Xbox LIVE General Manager Alex Garden posted today on Microsoft’s Xbox blog about the current state of Xbox LIVE security, concerning both improvements to the service and good practices Xbox LIVE users can use to protect themselves.
Microsoft has taken legal action to remove collections of gamertags, usernames, and passwords they said had been gathered from malware and phishing schemes. Garden also writes that they are trying to make the activity less appealing by taking measures such as banning consoles of both buyers and sellers of the stolen accounts.
On the technology side, Xbox LIVE has more security enhancements coming in the “near future” that started with what Garden calls behind-the-scenes improvements in the spring update to the service. Microsoft is also using their improved “proofs” feature to send codes to phone numbers and e-mail addresses users have listed in the security sections of their profiles when someone tries to make a change to the account not from their authorized device. Two-factor authentication goes a long way to keep users safe and is becoming more and more common. Blizzard’s authenticator devices and Google’s two-factor options are becoming popular as well.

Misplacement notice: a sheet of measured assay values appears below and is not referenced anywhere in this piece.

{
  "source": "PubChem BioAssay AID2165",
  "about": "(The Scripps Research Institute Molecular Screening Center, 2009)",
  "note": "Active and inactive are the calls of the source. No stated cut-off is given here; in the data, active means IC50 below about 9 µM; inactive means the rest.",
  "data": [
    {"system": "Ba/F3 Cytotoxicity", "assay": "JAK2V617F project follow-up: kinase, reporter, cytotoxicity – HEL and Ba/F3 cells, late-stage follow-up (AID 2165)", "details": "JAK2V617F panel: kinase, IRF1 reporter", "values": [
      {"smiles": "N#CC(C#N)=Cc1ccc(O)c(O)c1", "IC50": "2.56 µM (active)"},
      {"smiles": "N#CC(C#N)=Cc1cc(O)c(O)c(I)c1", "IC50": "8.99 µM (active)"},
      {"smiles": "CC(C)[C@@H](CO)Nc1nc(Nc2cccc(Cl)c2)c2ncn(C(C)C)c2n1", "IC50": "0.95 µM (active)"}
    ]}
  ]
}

Garden also goes into some things users can do to protect themselves. Even after the Sony debacle last year, the Gawker sites’ security leak, and so many others, apparently users are still using “12345” and “password” as their passwords. Garden says these are still the most common passwords on the service. He also links to Microsoft’s security management pages, where users can add the aforementioned phone numbers, secondary e-mail addresses, and authorized devices.
With all the high profile security leaks in the last few years, hopefully Microsoft is being proactive enough in protecting users, with the changes past and future, from a repeat of Sony’s failure.
[via Xbox Blog]